BELGRADE, Serbia (AP) — Freezing temperatures and heavy snowfall have killed at least six people and caused travel chaos across the Balkans, with rescue teams struggling to reach passengers stranded in buses and cars in Serbia on Sunday.
Officials said four people have died in Croatia and two in Serbia as a result of blizzards in the region of southwestern Europe over the weekend, closing airports and roads and blocking public transportation in big cities.
People traveling in vehicles waited for hours on several roads in Serbia's northern province of Vojvodina, including the main highway leading from Belgrade to the Hungarian border, before rescue teams could free them from 50 centimeters (20 inches) of snow that had fallen in just a few hours.
A woman gave birth to a healthy baby in a stranded truck on her way to a hospital, and named her Snezana, or "Snow White" in Serbian, state TV reported.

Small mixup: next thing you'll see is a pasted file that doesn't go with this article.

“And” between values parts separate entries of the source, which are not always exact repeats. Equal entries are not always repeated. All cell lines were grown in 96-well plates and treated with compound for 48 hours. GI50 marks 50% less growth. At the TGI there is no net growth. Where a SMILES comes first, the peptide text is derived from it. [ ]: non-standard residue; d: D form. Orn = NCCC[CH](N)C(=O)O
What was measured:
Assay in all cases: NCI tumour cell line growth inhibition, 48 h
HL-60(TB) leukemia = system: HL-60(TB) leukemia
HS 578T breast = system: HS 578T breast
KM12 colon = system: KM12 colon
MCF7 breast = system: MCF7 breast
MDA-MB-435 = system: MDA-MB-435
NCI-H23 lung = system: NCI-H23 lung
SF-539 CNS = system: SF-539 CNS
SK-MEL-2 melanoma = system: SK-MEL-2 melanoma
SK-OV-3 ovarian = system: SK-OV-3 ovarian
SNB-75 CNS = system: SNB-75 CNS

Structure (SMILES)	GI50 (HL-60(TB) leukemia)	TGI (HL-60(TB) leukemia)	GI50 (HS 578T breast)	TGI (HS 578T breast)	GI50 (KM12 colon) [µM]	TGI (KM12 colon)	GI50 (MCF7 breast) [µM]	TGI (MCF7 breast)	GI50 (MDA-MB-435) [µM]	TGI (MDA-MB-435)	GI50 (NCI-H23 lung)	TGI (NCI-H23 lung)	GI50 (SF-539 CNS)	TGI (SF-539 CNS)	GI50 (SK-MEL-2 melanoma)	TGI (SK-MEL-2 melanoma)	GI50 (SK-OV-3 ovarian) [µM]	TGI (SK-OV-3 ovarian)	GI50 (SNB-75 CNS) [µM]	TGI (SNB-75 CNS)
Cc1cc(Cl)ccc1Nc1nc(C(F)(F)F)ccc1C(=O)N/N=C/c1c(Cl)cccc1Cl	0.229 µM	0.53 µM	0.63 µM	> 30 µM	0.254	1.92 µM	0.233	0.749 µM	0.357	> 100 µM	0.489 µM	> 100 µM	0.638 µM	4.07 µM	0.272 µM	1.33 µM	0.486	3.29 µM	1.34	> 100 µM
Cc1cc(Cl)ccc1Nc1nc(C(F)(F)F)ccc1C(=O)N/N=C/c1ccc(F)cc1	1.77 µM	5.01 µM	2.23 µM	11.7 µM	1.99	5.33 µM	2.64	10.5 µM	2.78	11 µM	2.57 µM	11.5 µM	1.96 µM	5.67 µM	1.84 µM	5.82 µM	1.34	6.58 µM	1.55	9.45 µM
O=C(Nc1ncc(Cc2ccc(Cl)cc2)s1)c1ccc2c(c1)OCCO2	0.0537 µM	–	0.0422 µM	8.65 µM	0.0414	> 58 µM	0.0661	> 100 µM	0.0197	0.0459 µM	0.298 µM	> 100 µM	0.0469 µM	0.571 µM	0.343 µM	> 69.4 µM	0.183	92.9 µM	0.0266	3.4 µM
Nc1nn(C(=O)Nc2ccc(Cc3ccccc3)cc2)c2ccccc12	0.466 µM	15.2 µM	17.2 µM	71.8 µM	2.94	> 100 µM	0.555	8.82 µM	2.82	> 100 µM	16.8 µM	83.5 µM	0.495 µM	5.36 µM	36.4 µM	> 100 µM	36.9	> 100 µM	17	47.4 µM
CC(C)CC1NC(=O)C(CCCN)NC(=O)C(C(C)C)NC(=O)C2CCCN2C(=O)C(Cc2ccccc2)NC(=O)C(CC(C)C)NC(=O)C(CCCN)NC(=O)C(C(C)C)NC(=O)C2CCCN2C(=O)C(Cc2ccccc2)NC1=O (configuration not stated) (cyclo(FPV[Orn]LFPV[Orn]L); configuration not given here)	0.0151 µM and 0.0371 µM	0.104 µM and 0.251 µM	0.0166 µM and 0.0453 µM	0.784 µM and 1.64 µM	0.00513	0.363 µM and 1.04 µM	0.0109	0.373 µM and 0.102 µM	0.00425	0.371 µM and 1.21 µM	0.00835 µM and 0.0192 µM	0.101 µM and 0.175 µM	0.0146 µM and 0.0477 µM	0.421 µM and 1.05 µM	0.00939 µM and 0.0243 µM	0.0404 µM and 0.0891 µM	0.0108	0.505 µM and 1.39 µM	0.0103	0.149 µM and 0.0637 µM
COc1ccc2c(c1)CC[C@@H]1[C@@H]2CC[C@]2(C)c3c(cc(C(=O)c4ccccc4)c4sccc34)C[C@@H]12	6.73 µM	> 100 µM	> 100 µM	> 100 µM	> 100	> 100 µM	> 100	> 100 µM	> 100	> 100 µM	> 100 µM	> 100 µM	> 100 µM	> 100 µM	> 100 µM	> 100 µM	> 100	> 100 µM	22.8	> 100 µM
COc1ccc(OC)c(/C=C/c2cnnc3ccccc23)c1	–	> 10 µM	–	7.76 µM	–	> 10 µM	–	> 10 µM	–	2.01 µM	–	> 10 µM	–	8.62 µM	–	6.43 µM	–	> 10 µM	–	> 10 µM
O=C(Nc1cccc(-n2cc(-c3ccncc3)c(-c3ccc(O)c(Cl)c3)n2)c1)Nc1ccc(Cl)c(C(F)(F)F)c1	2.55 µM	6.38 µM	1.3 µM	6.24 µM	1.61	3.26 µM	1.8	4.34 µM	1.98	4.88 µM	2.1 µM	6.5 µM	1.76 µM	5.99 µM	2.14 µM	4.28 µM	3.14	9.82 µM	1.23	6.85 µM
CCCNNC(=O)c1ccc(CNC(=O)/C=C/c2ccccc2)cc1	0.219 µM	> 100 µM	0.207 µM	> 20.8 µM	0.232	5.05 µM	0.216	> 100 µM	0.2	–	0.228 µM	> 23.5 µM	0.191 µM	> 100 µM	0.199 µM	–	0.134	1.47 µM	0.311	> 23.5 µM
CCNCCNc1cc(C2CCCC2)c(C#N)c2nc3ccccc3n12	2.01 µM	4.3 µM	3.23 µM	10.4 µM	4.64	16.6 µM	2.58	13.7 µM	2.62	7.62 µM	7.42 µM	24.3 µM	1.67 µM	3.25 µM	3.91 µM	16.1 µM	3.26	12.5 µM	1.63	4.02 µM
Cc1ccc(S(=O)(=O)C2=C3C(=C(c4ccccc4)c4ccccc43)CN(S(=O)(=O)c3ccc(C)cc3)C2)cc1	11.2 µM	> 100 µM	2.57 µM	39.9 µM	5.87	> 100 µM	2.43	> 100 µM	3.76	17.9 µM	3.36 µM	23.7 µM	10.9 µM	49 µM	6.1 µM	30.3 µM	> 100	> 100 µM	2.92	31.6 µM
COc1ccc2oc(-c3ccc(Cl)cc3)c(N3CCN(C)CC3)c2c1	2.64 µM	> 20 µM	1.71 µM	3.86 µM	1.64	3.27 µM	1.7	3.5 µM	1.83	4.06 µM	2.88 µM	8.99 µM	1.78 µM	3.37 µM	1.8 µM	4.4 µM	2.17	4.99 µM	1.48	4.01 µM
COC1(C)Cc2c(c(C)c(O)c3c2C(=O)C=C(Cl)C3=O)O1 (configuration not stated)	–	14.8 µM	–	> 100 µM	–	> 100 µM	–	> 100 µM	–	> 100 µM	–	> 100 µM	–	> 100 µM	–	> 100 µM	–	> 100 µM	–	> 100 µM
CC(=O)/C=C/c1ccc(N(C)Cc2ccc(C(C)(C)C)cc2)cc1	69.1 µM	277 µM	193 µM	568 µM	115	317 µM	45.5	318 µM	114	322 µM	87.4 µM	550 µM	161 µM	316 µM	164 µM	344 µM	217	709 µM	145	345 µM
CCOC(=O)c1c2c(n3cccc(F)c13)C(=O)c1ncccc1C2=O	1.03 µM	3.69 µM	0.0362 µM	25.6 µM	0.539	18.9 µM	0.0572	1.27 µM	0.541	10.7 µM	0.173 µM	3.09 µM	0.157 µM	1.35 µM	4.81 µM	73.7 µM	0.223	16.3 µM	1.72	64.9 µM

By late afternoon, 660 people, including 30 children, were evacuated from stranded vehicles, Serbia's emergency authorities said, adding that army tanks were used to remove heavy trucks that skidded and blocked highways.
Ivica Dacic, who serves as Serbia's prime minister and interior minister, ordered all available police personnel to take part in the rescue operations.
The airport in Zagreb, Croatia, was closed for several hours Saturday, and some roads were closed because of high winds and heavy snow. The situation improved in Croatia on Sunday, but a warning against driving remained in place because of icy roads.
Croatian authorities said it was the heaviest snowfall in Zagreb in 57 years.
Authorities in Serbia and Croatia warned people to stay indoors.
Blizzards also hit Slovenia and Bosnia.
As the storms headed east across the Balkans on Sunday, Romania's army was trying to clear snowbound roads as the country voted in a parliamentary election.
Associated Press writer Alison Mutler contributed from Romania.